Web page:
Ride (2008) & Stairworks (2001)
From 7pm Friday 20 November until midnight on Sunday 29 November
Featuring a provocative duet between Ascot Lady and Jockey, oscillating between aspiration and desire, unbridled passion and respectability, and an afterlife of chefs ‘culled’ during the foot and mouth pandemic of the early 2000s, Ride and Stairworks
This double bill is dedicated to the memory of our late founder and director Jules Wright.
Ride: Charlotte Broom, Omar Gordon
Stairworks: Ben Abbott, Jean Abreu, Robin Dingemans, Kristoffer Hahn, Ilkka Kokkonen, John Milroy, Eddie Nixon, Luca Silvestrini, Johan Stjernholm, Daniel Watson
Ride (2008) was commissioned for Turning the Season, a major exhibition playing with the idea of the Season – the social elite’s summer of balls, races, festivals and regattas – and spanning photography, film, sculpture installation and performance. The third Protein’s commission for The Wapping Project responded to the sports aspect of the Season with a duet between Ascot Lady and Jockey, performed by Charlotte Broom and Omar Gordon.
Stairworks (2001), Protein’s first piece for The Wapping Project, was commissioned as part of the Jerwood 10 X 8: Stairworks series, and guest-curated by Siobhan Davies. Eight choreographers were invited to make 10-minute pieces for the external staircase. The works were intended to be caught out of the corner of the viewer’s eye, and to play with the idea of what a dance performance could be and where it can be performed.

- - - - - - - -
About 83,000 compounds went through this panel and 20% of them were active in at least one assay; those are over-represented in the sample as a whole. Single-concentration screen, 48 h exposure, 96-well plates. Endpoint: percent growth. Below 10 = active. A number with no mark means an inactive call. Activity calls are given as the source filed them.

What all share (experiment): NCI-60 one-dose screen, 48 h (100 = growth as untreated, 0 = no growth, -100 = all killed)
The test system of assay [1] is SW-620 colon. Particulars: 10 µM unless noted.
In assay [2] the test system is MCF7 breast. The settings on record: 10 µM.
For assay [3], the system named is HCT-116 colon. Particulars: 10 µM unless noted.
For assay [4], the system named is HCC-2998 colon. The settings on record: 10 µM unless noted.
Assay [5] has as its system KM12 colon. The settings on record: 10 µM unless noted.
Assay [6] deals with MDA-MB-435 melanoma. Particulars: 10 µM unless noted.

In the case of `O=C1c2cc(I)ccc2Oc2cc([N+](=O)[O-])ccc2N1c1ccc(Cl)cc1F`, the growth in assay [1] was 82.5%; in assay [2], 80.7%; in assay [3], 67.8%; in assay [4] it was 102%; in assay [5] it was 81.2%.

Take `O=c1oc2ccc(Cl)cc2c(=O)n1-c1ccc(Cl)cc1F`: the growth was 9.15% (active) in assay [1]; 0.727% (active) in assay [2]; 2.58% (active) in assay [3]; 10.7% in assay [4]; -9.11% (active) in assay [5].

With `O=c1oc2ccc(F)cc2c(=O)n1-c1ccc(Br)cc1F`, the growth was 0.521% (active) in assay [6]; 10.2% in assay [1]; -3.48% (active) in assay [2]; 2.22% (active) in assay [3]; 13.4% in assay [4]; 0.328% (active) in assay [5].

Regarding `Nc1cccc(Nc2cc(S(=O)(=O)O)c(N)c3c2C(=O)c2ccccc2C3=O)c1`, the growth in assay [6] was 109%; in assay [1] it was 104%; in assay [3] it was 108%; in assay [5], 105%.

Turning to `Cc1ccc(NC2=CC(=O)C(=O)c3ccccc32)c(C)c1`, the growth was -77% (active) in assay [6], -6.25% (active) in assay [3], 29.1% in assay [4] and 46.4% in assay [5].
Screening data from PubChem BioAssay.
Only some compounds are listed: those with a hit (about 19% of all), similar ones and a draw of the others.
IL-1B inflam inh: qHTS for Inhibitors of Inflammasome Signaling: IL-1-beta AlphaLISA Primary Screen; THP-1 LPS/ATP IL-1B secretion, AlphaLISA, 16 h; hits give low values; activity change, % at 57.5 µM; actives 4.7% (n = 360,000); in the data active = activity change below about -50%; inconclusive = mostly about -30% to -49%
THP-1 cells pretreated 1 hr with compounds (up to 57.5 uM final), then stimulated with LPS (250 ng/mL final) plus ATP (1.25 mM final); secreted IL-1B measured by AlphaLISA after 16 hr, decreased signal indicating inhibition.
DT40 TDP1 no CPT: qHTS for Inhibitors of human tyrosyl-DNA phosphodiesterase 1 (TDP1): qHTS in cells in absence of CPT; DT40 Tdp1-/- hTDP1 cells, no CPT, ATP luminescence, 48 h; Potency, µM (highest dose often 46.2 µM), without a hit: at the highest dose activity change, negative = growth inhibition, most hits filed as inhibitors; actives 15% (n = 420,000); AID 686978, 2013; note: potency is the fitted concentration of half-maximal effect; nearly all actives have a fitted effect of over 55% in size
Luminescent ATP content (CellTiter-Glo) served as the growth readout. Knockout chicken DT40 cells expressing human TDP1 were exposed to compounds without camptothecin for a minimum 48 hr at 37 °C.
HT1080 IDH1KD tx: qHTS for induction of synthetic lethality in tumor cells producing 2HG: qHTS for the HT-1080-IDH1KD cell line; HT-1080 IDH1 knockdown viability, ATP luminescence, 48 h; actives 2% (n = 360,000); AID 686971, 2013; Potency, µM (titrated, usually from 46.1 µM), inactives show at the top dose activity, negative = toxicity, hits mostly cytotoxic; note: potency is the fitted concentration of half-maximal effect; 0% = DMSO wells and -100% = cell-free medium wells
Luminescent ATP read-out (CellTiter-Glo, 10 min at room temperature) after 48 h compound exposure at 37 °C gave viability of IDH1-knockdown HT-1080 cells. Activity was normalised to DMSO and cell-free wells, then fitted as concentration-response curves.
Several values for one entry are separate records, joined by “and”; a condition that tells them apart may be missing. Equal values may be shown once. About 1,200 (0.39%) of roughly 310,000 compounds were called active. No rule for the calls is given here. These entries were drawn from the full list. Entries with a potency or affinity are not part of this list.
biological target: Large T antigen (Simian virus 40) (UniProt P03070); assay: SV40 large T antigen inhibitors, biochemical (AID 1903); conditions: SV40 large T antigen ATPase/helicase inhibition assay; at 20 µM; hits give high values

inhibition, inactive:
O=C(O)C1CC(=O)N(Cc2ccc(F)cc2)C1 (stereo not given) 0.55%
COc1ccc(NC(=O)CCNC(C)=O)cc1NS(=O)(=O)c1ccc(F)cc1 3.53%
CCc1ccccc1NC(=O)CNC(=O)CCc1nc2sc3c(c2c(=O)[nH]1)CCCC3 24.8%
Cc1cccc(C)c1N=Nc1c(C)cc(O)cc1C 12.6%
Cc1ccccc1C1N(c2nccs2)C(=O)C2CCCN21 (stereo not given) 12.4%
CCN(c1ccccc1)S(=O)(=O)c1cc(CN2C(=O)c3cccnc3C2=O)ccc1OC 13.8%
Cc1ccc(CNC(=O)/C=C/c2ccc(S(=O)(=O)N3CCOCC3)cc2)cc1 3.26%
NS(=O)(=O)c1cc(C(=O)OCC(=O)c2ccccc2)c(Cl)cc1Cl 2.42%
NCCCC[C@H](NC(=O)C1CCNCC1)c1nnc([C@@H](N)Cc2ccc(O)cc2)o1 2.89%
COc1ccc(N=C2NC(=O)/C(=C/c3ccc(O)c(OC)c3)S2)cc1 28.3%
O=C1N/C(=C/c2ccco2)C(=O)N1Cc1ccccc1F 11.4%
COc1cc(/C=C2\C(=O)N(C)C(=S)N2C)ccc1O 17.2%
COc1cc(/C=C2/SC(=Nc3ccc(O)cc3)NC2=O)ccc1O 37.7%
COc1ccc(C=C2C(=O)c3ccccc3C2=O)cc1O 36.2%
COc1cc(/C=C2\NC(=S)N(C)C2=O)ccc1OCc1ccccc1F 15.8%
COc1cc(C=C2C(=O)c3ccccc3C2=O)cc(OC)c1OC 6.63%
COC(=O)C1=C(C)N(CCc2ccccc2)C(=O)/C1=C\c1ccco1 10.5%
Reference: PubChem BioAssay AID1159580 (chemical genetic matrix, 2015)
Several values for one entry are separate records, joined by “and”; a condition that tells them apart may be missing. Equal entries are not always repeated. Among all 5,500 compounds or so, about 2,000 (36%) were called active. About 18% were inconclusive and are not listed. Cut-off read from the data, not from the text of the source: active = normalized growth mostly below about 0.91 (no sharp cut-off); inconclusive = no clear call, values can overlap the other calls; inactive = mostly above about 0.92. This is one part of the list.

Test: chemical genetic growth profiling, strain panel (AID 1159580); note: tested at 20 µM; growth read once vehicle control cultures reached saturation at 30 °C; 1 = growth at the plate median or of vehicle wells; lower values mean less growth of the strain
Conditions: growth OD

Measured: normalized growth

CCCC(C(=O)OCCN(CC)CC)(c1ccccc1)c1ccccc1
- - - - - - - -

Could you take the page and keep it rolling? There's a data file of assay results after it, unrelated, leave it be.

Luca Silverstrini’s piece mixes news coverage with Vivaldi’s music and images of young men wearing only white bath towels. Performed on an outdoor staircase, it could only be viewed through windows and doors from the inside of the restaurant within the building. Following its premiere on the 20 November 2001, the piece became so popular (and re-named The Boys in Towels) that its filmed version went on to be shown on screens around our building in the following years.
This online broadcast is part of our Protein 21 Remix Series which brings back historical works onto a digital stage to help us take some distance with the present and provide a social and individual perspective on society, interpersonal connections and the everyday.